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When good news is really bad news
Nassau County Comptroller Jack Schnirman and his staff were celebrating Monday afternoon.
Schnirman, in his first year in office, delivered on two campaign promises: Nassau’s Comprehensive Annual Financial Report was released on time for the first time in seven years, and the report ended the much-criticized practice of reporting information that included borrowed money as revenue.
That’s how Schnirman’s predecessor, George Maragos, magically turned huge deficits into budget surpluses.
The numbers Maragos highlighted in any given year seemed to depend on how he was getting along with other county Republicans at the time. But when Maragos would count borrowing as revenue, it never failed to drive some members of the Nassau Interim Finance Authority, the state control board overseeing Nassau’s finances, batty.
Said NIFA board member Chris Wright of Schnirman’s change, “That’s a major step forward, because diagnosing a problem has to be a precursor to finding a cure.”
So the good news is that the county’s financial numbers will be released in a way that makes sense. The bad news is the numbers themselves.
The county ran a $122 million deficit last year, depleted the rainy-day fund by $68 million, and had an unassigned fund balance, meaning cash on hand that it’s not yet obligated to pay out, of negative $68.8 million at the end of 2017. And the total debt of the county, including borrowing and the buildup of unpaid property tax refunds, has passed $4 billion.
The celebration itself was tame. Once the report was posted and a news conference held, Schnirman and his crew got together for lunch at Wild Fig in Garden City.
Jumping on the bandwagon
Alexandria Ocasio-Cortez has quickly become a shining star for progressives looking to pull the Democratic Party left. Less than a week after her primary victory over Rep. Joe Crowley in Queens and the Bronx, other Democratic candidates have already cut dozens of Facebook ads tying themselves to Ocasio-Cortez.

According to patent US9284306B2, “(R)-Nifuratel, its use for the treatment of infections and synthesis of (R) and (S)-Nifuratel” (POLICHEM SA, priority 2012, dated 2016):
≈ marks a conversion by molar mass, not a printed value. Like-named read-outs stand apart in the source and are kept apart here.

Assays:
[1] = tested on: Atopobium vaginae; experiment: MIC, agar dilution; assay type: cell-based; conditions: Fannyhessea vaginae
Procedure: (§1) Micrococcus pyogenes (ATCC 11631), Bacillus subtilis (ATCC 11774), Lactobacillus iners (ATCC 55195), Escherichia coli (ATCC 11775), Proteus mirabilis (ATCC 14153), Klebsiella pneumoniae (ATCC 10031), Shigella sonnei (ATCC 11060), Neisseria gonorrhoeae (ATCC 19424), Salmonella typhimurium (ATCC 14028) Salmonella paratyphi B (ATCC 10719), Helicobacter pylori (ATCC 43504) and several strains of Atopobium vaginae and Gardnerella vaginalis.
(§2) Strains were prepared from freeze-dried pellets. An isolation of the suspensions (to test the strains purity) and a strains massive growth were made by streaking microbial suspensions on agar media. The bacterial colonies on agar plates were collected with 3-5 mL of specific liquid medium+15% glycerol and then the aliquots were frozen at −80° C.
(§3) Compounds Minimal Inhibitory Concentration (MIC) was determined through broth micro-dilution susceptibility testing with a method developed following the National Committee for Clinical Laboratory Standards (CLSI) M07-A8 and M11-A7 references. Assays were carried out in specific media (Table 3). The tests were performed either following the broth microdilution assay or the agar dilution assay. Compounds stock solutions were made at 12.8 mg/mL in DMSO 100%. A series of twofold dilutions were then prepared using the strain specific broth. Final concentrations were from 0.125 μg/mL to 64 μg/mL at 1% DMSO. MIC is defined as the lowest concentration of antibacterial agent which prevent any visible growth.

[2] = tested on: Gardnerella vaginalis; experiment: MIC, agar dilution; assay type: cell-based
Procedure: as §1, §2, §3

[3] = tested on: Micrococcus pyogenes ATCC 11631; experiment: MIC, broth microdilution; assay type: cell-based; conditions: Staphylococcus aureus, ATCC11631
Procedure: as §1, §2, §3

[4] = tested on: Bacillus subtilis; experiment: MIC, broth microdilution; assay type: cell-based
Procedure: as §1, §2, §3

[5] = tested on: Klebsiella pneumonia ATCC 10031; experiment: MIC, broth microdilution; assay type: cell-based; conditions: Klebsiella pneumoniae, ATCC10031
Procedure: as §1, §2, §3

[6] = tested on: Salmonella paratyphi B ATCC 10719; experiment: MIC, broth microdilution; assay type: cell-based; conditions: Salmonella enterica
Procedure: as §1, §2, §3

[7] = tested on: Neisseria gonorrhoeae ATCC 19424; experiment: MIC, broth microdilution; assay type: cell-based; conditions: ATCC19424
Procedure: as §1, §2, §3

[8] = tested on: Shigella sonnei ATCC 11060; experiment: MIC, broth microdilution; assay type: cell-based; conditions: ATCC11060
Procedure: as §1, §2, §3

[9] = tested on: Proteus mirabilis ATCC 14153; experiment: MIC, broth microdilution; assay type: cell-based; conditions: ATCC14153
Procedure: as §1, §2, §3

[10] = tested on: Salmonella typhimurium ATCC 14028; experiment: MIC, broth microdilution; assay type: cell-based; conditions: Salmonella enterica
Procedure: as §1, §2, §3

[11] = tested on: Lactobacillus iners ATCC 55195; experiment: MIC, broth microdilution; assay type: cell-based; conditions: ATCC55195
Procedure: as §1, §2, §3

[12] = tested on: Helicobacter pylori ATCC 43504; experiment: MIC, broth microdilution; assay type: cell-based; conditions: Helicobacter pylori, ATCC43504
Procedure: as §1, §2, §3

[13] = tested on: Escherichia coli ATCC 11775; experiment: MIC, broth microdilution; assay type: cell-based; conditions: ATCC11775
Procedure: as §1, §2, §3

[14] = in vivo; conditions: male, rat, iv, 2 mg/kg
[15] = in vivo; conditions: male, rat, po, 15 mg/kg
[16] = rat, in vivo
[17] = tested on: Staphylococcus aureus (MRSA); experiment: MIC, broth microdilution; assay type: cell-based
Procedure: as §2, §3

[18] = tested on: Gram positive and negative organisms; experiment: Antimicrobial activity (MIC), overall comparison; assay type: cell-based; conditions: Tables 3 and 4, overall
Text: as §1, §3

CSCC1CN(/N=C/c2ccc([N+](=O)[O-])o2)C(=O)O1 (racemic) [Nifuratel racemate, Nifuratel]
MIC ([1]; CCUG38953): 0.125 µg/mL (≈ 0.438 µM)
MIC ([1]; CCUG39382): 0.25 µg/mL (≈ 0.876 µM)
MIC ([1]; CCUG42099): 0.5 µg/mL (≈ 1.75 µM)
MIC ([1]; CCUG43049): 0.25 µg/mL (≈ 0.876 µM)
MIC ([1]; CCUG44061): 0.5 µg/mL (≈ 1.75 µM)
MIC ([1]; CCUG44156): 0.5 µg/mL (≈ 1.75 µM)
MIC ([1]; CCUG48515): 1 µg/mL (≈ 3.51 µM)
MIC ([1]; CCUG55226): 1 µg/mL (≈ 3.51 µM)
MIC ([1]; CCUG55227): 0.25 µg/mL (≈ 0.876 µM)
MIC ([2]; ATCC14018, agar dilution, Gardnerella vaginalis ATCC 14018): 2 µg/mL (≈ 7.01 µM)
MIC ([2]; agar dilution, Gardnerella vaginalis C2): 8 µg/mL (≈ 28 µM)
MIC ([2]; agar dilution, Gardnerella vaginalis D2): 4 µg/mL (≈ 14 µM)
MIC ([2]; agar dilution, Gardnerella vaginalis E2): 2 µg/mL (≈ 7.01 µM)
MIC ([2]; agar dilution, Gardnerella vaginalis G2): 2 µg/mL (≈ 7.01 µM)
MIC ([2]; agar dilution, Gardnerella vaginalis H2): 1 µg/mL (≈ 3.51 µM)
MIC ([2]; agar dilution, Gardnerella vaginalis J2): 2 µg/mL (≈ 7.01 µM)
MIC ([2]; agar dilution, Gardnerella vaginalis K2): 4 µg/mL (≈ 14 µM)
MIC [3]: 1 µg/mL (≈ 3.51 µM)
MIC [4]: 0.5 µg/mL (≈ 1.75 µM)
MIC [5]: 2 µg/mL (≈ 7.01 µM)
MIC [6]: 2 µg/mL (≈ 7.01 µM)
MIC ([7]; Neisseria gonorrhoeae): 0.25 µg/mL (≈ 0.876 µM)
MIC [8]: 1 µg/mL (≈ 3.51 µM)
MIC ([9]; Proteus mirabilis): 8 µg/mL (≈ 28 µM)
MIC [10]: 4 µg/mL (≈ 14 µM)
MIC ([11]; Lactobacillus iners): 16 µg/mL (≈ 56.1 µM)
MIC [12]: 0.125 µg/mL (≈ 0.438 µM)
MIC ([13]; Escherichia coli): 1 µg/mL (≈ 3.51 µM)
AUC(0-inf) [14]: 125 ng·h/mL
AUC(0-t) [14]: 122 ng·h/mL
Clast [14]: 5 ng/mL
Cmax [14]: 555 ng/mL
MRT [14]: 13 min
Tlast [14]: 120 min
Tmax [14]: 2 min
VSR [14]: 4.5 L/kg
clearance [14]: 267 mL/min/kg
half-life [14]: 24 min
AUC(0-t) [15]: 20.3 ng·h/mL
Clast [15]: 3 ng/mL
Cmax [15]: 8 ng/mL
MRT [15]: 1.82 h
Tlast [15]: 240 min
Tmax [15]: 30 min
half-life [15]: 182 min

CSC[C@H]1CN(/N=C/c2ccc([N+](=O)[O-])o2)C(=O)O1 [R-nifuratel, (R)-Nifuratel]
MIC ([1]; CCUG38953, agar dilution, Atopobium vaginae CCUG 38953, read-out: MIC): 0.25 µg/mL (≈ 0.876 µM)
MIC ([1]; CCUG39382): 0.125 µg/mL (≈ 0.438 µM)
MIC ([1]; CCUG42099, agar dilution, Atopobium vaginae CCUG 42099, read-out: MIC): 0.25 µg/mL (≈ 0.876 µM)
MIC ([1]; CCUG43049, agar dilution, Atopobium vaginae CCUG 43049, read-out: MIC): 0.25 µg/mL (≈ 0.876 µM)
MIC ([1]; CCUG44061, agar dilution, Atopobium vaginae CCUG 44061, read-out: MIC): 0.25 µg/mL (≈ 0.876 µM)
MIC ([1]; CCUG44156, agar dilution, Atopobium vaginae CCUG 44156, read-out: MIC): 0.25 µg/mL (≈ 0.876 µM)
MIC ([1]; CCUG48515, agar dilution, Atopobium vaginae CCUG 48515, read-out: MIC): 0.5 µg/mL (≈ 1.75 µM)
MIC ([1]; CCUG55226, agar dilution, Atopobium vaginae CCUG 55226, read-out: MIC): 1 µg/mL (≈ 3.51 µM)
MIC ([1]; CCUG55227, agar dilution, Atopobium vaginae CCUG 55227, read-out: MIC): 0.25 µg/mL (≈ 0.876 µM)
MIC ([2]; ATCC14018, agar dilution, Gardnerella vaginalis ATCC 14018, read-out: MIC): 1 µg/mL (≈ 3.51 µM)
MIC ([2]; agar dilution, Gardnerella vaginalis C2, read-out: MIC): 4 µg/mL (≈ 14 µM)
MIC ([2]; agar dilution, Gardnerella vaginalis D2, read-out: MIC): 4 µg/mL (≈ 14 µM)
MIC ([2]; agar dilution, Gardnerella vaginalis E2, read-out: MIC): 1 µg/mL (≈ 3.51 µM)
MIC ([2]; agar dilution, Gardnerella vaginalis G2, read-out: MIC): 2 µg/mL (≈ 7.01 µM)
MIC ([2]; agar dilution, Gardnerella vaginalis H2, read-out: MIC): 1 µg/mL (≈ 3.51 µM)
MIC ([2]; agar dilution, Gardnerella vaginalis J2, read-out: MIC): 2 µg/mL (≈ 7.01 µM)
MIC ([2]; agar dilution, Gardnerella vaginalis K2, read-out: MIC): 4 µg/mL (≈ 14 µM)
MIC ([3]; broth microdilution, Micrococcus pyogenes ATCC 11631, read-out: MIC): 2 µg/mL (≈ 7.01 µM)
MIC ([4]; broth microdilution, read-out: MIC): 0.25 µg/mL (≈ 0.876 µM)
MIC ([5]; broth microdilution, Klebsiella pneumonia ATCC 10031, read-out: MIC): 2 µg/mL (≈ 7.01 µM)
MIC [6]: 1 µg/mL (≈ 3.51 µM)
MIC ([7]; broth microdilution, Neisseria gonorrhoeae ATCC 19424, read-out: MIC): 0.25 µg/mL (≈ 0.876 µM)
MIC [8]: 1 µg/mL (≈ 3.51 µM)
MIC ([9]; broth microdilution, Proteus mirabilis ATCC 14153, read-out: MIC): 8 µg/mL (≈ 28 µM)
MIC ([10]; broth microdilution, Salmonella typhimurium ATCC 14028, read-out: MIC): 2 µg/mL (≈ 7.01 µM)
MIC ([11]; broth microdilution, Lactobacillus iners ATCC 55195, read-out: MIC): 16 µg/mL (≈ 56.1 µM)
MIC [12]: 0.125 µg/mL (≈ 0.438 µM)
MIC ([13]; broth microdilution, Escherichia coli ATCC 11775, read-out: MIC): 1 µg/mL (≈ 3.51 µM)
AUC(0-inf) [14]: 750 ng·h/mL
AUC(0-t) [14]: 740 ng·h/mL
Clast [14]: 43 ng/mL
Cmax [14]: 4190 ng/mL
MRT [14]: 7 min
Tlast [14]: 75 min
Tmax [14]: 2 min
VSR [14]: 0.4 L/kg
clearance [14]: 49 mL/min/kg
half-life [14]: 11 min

That includes candidates in Connecticut, California, Delaware, Maine, Texas and Massachusetts, to name a few found in Facebook’s archive of ads with political content.
“Like Alexandria Ocasio-Cortez, we #RespectTheHustle,” says one ad paid for by James Thompson for Kansas’ congressional campaign, whose website says Thompson supports Medicare for all.
“Alexandria Ocasio-Cortez was told from the beginning, ‘It’s impossible. You’ll never beat him,’ ” says an ad for Abdul El-Sayed’s campaign to be Michigan’s governor. El-Sayed was endorsed by Our Revolution, the Sen. Bernie Sanders legacy group. “Michigan is ready for it’s [sic] political upset,” the ad says.
Cynthia Nixon, who traded endorsements with Ocasio-Cortez in her run against Andrew M. Cuomo for New York governor, also ran Facebook ads last week noting, “Alexandria Ocasio-Cortez proved that our progressive movement can win in New York.”
In Ocasio-Cortez’s home state, plenty of politicians are looking to capitalize on her platform, highlighting the shifting ground within the Democratic Party. After the primary, Mayor Bill de Blasio echoed Ocasio-Cortez’s call for the abolition of U.S. Immigration and Customs Enforcement (he didn’t endorse her in the primary). At the Families Belong Together immigration rally, where thousands marched in NYC on Saturday, representatives for Zephyr Teachout (running for state attorney general) and Brooklyn City Councilmember Jumaane Williams (running for lieutenant governor) were out in force near the Brooklyn Bridge. They asked for marchers’ signatures “to help get anti-ICE coalition candidates on the ballot.”
Rowing vs. wading
The Point would like to congratulate readers Mary Ellen Mendelsohn, Janice Rohlf, Dolores Sedacca, Gordon Tepper and Thomas Suozzi (who was not included in the rhymes, but noted for next time!) who all emailed correct answers. Readers said the puzzle was fun, so look for more of them from Michael Dobie in future newsletters. Here are the answers:
1. Congresswoman Kathleen’s costs: Rice’s prices
2. Governor advertisement: Cuomo promo
3. Hempstead Town supervisor temporary replacement: Gillen fill-in
4. U.S. senator gossip: Schumer rumor
5. Late NYC mayor’s libations: Koch’s Scotches
6. Former master planner Robert naps: Moses dozes
7. Former Suffolk Legis. Kate fooling around: Browning clowning
8. State Senate majority leader’s hijinks: Flanagan’s shenanigans